Shooting death by West Valley police not legally justified, D.A. determines
New investigation launched to determine whether criminal charges should be filed
Kristin Murphy, Deseret News
WEST VALLEY CITY — More than nine months after a woman was gunned down in a parking lot by two West Valley City police officers, the district attorney has determined the shooting was not legally justified.
Salt Lake County District Attorney Sim Gill on Thursday announced his conclusions in the fatal officer-involved shooting of Danielle Willard, 21. After reviewing 3,800 pages of reports and interviews, Gill concluded the evidence and witness statements do not match the accounts of detectives Shaun Cowley and Kevin Salmon of how the incident unfolded on Nov. 2, 2012.
Cowley told investigators he fired after Willard struck him with her vehicle when she backed it up and he believed she had run over his partner, Salmon. But Gill said that was not true.
Cowley was not behind Willard's vehicle when she began to back out, but rather at the side of her car, Gill said. The detective was not hit by her car or knocked down, the report concluded. Also, even though Salmon was lightly brushed by Willard's vehicle, Cowley did not see him get hit, Gill said.
Because neither of the officers' lives were in imminent danger, Gill said the shooting was not justified.
"Ms. Willard's reversing vehicle was not traveling at detective Cowley and did not present any threat to either detective," Gill's report states. "Accordingly, detective Cowley and detective Salmon's contention that they believed Ms. Willard was going to reverse over detective Cowley was not reasonable."
But Lindsay Jarvis, Cowley's attorney, strongly disagrees with the report. She said her client was truthful with the DA's office and is upset with Gill's conclusions.
"I have the same 3,811 pages on my computer here. I don't understand this. My investigator doesn't understand this. The experts are on our side. The experts believe exactly what we say happened is what happened," Jarvis said.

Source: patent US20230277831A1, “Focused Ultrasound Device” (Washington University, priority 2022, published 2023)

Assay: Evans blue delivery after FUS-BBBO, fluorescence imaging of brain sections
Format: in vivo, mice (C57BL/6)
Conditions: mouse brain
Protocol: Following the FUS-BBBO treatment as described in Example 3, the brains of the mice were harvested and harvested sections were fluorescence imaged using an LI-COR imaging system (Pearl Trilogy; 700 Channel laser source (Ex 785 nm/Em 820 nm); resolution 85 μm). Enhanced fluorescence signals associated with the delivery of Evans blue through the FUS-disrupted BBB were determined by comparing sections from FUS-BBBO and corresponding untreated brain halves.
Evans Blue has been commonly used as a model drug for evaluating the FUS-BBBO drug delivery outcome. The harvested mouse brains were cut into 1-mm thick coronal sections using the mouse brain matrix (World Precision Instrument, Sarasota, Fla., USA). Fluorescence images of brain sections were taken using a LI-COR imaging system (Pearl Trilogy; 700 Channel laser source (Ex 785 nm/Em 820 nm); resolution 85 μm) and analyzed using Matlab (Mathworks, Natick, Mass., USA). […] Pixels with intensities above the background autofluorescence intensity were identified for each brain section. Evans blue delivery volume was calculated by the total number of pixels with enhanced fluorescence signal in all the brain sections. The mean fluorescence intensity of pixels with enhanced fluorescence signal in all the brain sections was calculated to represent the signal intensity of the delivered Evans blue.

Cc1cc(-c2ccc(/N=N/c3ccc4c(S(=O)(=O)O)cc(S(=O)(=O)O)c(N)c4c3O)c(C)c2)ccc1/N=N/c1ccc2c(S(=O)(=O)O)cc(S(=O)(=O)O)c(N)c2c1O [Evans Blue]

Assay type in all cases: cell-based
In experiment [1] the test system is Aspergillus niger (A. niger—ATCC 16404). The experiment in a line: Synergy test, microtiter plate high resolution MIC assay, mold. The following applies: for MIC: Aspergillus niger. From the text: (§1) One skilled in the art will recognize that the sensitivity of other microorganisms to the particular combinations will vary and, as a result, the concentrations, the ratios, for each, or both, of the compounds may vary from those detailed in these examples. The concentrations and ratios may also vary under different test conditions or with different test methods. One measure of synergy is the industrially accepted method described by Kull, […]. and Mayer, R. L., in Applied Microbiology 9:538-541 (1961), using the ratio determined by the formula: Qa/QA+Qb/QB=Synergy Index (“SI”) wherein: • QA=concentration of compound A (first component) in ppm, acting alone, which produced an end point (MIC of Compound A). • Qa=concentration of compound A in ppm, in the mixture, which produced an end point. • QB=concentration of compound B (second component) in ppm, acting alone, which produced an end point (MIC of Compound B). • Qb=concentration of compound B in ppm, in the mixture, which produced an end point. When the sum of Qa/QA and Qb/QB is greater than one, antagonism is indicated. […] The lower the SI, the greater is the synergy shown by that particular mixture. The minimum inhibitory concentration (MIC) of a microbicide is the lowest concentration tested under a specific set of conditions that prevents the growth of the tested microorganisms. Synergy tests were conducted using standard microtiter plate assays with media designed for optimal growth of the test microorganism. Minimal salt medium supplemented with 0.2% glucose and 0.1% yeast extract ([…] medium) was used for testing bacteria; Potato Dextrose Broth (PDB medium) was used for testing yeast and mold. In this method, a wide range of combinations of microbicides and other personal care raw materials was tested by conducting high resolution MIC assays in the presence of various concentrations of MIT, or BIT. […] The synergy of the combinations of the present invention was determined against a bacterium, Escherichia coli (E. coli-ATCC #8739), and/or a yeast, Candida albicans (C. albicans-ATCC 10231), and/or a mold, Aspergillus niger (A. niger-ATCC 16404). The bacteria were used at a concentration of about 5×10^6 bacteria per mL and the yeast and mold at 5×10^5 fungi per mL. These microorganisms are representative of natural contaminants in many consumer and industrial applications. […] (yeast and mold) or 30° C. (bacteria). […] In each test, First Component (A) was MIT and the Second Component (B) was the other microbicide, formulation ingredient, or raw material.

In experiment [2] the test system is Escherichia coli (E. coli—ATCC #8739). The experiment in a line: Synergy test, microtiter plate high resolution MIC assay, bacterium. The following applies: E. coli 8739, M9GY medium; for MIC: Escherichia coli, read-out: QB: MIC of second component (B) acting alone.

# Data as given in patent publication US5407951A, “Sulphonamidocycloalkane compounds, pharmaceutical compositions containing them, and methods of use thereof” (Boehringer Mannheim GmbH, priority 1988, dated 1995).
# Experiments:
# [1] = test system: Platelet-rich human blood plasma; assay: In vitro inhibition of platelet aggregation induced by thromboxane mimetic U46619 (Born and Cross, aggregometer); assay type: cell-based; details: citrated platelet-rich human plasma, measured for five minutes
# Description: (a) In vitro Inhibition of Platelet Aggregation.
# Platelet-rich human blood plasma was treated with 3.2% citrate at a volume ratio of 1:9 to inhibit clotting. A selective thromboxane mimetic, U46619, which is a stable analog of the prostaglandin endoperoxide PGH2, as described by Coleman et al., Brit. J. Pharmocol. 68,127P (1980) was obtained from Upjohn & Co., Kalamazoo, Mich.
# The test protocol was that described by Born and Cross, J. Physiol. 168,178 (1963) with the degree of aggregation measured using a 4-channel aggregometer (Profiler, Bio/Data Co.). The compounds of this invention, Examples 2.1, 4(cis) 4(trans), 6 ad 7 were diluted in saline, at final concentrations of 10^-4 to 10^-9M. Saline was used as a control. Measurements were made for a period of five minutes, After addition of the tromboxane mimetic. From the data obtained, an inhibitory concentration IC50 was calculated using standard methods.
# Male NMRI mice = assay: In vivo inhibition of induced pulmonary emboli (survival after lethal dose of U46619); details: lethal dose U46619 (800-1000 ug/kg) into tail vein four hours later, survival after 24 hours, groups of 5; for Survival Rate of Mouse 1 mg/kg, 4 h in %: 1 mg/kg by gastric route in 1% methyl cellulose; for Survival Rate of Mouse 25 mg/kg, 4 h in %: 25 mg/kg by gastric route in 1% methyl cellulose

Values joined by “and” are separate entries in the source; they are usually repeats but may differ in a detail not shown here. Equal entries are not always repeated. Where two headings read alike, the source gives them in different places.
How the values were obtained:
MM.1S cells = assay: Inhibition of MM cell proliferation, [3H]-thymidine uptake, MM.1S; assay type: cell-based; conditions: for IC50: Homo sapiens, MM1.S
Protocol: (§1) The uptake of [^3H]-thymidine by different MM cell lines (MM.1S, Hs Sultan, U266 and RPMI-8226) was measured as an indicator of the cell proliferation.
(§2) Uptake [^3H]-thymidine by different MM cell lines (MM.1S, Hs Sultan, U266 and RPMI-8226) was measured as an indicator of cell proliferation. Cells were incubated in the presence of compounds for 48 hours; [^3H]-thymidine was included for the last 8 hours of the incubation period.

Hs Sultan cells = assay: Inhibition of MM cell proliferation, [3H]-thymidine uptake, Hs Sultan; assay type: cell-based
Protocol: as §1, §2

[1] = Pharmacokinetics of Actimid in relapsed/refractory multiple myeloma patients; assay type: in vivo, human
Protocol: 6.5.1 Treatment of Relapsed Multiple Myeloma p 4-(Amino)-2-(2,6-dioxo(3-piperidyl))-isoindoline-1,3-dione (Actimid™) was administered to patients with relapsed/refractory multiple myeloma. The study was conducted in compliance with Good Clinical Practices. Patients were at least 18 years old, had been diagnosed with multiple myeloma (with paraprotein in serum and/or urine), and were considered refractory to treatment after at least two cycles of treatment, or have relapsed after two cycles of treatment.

A particular point of contention is whether Cowley was in imminent danger when he fired the shot that killed Willard and whether he was actually hit by her vehicle. Jarvis said her client did not fall down.
"He sees the vehicle coming at him, he instinctively grabs his gun, fires two rounds, and at that point is when he was struck by the vehicle," she said. "My client was not brushed by the vehicle. My client was hit by the vehicle. The question is whether he was hit by the tire or hit by the bumper. But he was clearly suffering from injuries. To say he was just brushed is absolutely ridiculous."
Whether Cowley and Salmon were intentionally being deceitful in their stories was something Gill's office did not investigate.
"They presented us with one set of facts. We tested them with the evidence we had, and it did not support what they did," he said. "I’m not going to speculate to what their motivation was."
However, Gill's office will now begin a second investigation to determine whether the officers' actions rose to the level to justify filing criminal charges against them. That investigation may look into why their stories did not match the physical evidence.
While a DA's decision on whether an officer-involved shooting is justified cannot be appealed, Jarvis said she will fight vigorously if any criminal charges are filed against Cowley. She contended Thursday that of the 42 witnesses interviewed for the report, 41 of them will side with her client and Salmon.
Willard's mother, Melissa Kennedy, released a brief statement Thursday afternoon through the family's attorney, Mark Geragos.
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